The versatile Cherie Ann Turpin, an Associate Professor in the Department of English at the University of the District of Columbia, read her short stories “doll,” “Red Canister,” and “Baracas,” as well as her poem “Invoking the Vision.” Turpin’s publications include the book How Three Black Women Writers Combined Spiritual and Sensual Love: Rhetorically Transcending the Boundaries of Language (Mellen 2010). Her poetry has appeared in Reverie: Midwest African American Literature. She will present her essay “Reimagining Gabriel Byrne: Heteronormativity, Irish Diaspora, and Celebrity Culture” at the 2014 PCA/ACA Annual National Conference in Chicago, April, 2014. Follow her on Twitter: @drturpin.
Tom Mahon entertained the crowd with the latest chapter from his business novel-in-progress, Mastery in which Charlie Fenton nurses a crush on Holly Simpson, his bank co-worker, though he has never been able to say a word to her. That is, until the bank picnic when his brother introduces him to her, and Holly asks if he’s going to Japan, and he says, “yes”. Now he has to go, but he’s deathly afraid of flying. He’d rather face a firing squad and get it over quicker.
Our avuncular host John Kearns read a new excerpt from his novel in progress, Worlds. Laura, the bartender, is driving her rundown BMW toward midtown Manhattan and ultimately Hell’s Kitchen in the wee hours of Holy Thursday 1998. The young Englishman, Gavin,is asleep in the backseat and Paul Logan is giving directions and hoping to have a more meaningful exchange with Laura. As the car gets closer to Madison Avenue, Paul’s dilemma is portrayed more and more in parodies of famous advertising slogans.
Jon Gordon read an excerpt from his book, For Sue, which focuses on his friendship with the great jazz drummer, Eddie Locke. A long time resident of the Upper West Side, Eddie was also a living history lesson of jazz and had a great impact on me.
Two of the fiction pieces referenced JFK as the nation reflects on the 50th anniversary of his assassination Nov. 23rd.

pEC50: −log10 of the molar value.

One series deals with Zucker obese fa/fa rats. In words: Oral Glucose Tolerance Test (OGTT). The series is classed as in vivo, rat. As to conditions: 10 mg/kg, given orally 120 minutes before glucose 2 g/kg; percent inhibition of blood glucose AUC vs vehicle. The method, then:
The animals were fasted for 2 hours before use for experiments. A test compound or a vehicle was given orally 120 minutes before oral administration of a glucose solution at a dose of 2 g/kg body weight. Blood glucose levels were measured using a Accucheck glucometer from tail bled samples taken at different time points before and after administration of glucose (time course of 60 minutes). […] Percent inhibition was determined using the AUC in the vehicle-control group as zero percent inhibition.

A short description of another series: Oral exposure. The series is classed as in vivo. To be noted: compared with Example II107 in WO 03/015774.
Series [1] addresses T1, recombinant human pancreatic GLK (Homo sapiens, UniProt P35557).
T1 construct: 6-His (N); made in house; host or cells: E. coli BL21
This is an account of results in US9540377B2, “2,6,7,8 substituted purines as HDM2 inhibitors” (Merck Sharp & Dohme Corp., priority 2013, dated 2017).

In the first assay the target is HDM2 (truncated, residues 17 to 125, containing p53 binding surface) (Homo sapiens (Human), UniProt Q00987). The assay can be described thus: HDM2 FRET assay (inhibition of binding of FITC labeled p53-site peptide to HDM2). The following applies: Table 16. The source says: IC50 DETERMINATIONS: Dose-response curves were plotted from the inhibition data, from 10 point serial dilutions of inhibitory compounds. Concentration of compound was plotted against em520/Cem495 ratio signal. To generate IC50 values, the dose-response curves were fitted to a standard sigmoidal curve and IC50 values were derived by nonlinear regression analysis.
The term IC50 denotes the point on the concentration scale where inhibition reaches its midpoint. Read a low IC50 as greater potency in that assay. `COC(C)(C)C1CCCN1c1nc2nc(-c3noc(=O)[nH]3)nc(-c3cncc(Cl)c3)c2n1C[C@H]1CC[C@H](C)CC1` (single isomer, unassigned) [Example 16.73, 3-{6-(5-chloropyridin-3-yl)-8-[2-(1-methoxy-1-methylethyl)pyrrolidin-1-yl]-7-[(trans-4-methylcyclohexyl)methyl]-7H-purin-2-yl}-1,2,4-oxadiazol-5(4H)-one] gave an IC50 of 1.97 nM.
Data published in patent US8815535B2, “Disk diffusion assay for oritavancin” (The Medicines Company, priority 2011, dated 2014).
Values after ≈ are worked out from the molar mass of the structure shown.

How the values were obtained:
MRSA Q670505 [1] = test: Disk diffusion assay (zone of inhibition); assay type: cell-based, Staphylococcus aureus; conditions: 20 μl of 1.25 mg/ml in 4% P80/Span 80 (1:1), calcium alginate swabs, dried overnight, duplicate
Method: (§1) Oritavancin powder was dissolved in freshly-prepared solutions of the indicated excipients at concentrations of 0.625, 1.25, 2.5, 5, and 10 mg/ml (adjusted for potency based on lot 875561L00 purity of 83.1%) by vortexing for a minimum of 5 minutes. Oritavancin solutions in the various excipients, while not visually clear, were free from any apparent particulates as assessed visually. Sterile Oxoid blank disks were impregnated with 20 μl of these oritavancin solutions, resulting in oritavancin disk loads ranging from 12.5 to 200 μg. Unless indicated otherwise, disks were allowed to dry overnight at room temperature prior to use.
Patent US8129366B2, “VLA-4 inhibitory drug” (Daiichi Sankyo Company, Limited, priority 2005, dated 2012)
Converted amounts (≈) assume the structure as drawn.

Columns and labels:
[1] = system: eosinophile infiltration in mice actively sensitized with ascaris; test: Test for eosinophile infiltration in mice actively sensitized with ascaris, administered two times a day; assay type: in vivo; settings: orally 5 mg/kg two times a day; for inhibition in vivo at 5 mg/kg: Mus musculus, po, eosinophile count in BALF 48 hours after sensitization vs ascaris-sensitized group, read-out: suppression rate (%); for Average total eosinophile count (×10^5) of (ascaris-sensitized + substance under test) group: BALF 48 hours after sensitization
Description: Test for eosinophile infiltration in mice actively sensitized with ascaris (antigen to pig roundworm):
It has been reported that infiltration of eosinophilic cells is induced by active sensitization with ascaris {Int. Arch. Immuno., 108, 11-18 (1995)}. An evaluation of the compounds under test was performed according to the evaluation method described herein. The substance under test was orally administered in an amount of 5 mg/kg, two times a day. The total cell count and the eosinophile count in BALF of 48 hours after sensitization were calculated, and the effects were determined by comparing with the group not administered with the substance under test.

Mystery Writers of America NYC crime writer Gary Cahill capped a series of readings from his JFK-related short stories with a masonry-nail-tough selection from “Fathers, Sons, Ghosts, Guns”, currently featured in the Big Pulp Magazine print anthology The Kennedy Curse. In the story, a modern-day oil baron fails to get his son (and business heir) to accept and come to terms with the family’s violent history
Brendan Costello Jr.
And in quite a different take Brendan Costello Jr., a creative writing instructor at The City College of New York, read the final installment of his story “Circus Brunch at Zapruder’s,” where the chickens come home to roost for the narrator, who works at a restaurant with a theatrical experience built around the Kennedy assassination. Just in time for the 50th anniversary of that tragic moment in American history, the story ended with a twist that demonstrates how our personal lives can be affected by the echoes of history. Bonus: believe it or not, here’s the “official” MTV video for this song: http://www.youtube.com/watch?v=94kyxG3jY7o
Last but not least, Mary Lannon offered a short untitled piece that involved a cat, a talking chocolate chip cookie and a resident weather forecaster (because every story should have a resident weather forecaster!).
A great night at the Cell! Happy Thanksgiving! See you at Bar Thalia on December 3rd …